Despite my preferred form of footwear and having friends with their own signature decks, I have never been a skateboarder. I have never been that coordinated or committed in the face of inevitable pain; stitches, broken bones, and concussions were never my bag. When I wasn’t carting friends to the ER after failed attempts to show me the “sick, new trick” they just learned, I spent a hefty amount of time with Tony Hawk Pro Skater. If only skating could be so simple. It’s not. Which is what makes our game in review today both satisfying and infuriating. This is our review of OlliOlli: Switch Stance on Nintendo Switch.
OlliOlli: Switch Stance contains two games within the same title – OlliOlli and OlliOlli 2: Welcome to Olliwood. Originally released on the PS Vita in 2014, OlliOlli gave players a true challenge with a warning that skating is, indeed, hard and that precise timing would be the key to success. It received ports to several platforms including consoles, Linux, Windows, and MacOS.
Not to be outdone, developer Roll7 released a sequel to OlliOlli. With updated graphics from its pixelated patriarch, OlliOlli 2: Welcome to Olliwood launched in 2015. Both titles have been met with wide success.
Conceptually, OlliOlli and its successor are simple: stay on your board, pull off some sweet tricks, and don’t biff it. While this is a gross reduction of the games as a whole, each level contains a series of challenges to go along with these elemental principles of gameplay. These challenges usually involve points, level-specific achievements, combo- or trick-based achievements, and a challenge based on perfect execution.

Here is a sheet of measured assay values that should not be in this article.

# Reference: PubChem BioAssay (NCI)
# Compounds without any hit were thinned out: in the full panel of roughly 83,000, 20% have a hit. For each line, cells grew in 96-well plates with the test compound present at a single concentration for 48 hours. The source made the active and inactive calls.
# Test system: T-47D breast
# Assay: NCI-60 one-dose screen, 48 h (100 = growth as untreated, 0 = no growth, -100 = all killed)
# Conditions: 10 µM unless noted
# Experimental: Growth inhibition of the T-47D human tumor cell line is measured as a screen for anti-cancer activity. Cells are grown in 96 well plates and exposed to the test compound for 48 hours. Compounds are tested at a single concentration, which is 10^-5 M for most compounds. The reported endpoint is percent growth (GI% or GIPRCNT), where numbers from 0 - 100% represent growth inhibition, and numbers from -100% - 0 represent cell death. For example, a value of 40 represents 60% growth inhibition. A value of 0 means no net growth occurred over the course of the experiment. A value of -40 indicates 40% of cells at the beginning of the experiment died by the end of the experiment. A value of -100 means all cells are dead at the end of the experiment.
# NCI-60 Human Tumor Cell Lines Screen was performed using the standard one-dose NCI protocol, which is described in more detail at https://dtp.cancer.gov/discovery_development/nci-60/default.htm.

All of this is easier said than done.
Getting off the ground is no problem, nor is executing a good number of the tricks, but if you can’t stick the landing well enough, it counts for nothing – you lose… good day, sir. To execute the perfect landing (and get credit for the tricks you just pulled off), you must press the B button right before landing. There are tricks that use a directional button along with your landing, such as the classic Manual. However, if you happen to press B too soon you have already screwed up the landing; there is no recovery.
Unfortunately, this is where OlliOlli started to lose me and the wheels started coming off of the proverbial trucks. While there is marked improvement (and a little more grace) in OlliOlli 2: Welcome to Olliwood, the issues still remain. No matter how precise my timing felt, I could attempt the same tricks then execute what the tutorial tells me is the proper way to land and that massive multi-skilled grind-fest to Manual transition combo accounts for nothing but a big, red “SLOPPY” on my screen.
To further the issue of buttons, while the B button is used to both kick off for added speed and land, it is also used to back out of menus. That means that when you (not if) fail a level, that same B button will back you out of any menu you are in. With no option to remap buttons, if you are a button masher, you will likely find yourself back on the main menu more often than you wish to keep count.
These issues make OlliOlli infuriating.
Perhaps, I am just the wrong audience for this game. Perhaps, the audience that loves precision-based games with maddening mechanics would really dig this. I, however, have never been a fan of games that punish their players.
With all of that in mind, I do respect OlliOlli for its faithfulness to the language of skating and the tricks represented within. It does not try to fool anyone on the front end either. It tells you at the very beginning of each game that skateboarding is hard. People don’t learn those tricks overnight and it takes dedication to the craft to learn it. I have a lot of respect for people who have mastered it because of the pain that it takes to get that good.
OlliOlli: Switch Stance is $14.99 on the Nintendo Digital Store.
Note: Our copy was reviewed on Nintendo with a code provided by PR.
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